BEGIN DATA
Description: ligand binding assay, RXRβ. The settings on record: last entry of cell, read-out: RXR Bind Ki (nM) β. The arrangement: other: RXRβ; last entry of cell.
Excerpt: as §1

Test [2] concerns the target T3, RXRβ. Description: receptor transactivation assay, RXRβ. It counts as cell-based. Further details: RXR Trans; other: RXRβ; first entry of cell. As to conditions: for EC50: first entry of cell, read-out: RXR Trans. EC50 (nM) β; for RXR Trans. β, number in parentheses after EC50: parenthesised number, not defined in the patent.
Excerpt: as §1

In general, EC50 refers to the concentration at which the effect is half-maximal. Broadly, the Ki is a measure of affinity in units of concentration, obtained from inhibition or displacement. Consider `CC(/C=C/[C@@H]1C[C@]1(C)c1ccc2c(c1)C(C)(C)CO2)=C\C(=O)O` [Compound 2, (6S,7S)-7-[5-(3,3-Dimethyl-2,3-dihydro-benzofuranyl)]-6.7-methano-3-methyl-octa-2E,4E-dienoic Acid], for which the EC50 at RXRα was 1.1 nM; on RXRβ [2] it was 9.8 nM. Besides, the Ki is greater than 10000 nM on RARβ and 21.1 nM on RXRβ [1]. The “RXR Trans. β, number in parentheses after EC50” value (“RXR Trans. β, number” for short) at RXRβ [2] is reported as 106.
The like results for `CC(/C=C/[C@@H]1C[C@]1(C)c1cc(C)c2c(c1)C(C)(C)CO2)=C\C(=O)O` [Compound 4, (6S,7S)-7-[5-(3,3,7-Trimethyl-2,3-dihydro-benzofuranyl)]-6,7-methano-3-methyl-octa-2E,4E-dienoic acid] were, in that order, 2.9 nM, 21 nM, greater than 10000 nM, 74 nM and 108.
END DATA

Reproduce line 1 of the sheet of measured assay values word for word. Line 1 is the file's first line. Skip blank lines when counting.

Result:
Description: ligand binding assay, RXRβ. The settings on record: last entry of cell, read-out: RXR Bind Ki (nM) β. The arrangement: other: RXRβ; last entry of cell.